Movie Review by Vivienne Messenger
Directors: Pjotr Sapegin; Adam Elliot
Animated shorts that feature in MODEL BEHAVIOUR are:
ONE DAY A MAN BOUGHT A HOUSE aka HUSET PÅ KAMPEN (1998)
THE SALT MILL aka SALTKVERNEN (1998)
HARVIE KRUMPET (2003)
MODEL BEHAVIOUR is a collection of clay/plastercine model animation shorts as detailed above from two directors: Pjotr Sapegin, a Russian now living in Norway and Adam Elliot, an Australian. Aimed at adults, Adam Elliot’s stories seem to follow a similar vein of family members and the various ailments and trials that life throws at them while Pjotr Sapegin’s stories are more ingenious and fabricated with unusual twists.
In Adam Elliot’s collection of shorts an interesting message in UNCLE is that as the uncle struggles through life’s ups and downs he comes to the conclusion that “life can only be understood backwards but we have to live it forwards”. HARVIE KRUMPET, which at a running time of 23 minutes is considerably longer than the other shorts, starts off with the premise: “Some are born great, some have greatness thrust upon them, and then there are others… Narrated by Geoffrey Rush, Harvie Krumpet and his family seem to suffer more than their fair share of hardships and health problems. In fact health problems feature predominantly in Adam Elliot’s shorts and cover Tourette’s syndrome, Alzheimer’s disease, asthma, cerebral palsy and poisoning amongst others. This makes for a fairly heavy, morose mood as his characters fall victim to bullying, insanity, suicide, being frozen to death – need I go on… Burdened by all these heavy doses of life’s trails there are a few tribulations when the mood lightens and brief rays of light or hope appear.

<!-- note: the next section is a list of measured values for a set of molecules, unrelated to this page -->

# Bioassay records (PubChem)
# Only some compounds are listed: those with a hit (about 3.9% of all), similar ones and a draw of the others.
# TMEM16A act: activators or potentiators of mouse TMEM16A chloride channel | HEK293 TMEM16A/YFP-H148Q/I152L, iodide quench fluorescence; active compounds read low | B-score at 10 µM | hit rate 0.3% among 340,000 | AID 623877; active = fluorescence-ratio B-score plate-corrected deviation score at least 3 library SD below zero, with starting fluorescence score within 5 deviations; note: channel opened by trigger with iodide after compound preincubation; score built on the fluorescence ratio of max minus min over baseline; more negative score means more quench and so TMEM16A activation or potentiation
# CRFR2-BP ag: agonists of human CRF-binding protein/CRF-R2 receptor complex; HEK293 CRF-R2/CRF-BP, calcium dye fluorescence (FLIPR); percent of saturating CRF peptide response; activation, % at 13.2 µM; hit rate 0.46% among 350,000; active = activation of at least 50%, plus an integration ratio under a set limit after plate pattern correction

Though subtitled in English Pjotr Sapegin’s collection of shorts I found more artistically interesting and usual with an unexpected twist to them. ONE DAY A MAN BOUGHT A HOUSE is about a man with a lady rat in his house and is a tale about the man’s quest to exterminate this vermin from his dwelling but has an odd, upbeat and feel good twist at the end. SNAILS follows a young female snail, Kajsa, who is determined to own a dog as a pet! Almost along the lines of a modern day fable THE SALT MILL offers an intriguing theory as to how salt water originated while ARIA is a sadder tale of an oriental lady, her sailor lover, their love child and unrequited love that ultimately destroys the mother.
MODEL BEHAVIOUR will probably appeal more to fans of these two directors work and to film students who want to study model animation. Though the shorts are visually interesting the subject matter of Adam Elliot’s was delivered with deadpan realism in a monotonous manner apart from HARVIE KRUMPET, which is narrated by Geoffrey Rush. Pjotr Sapegin’s work held my attention far more and was the more entertaining of the two.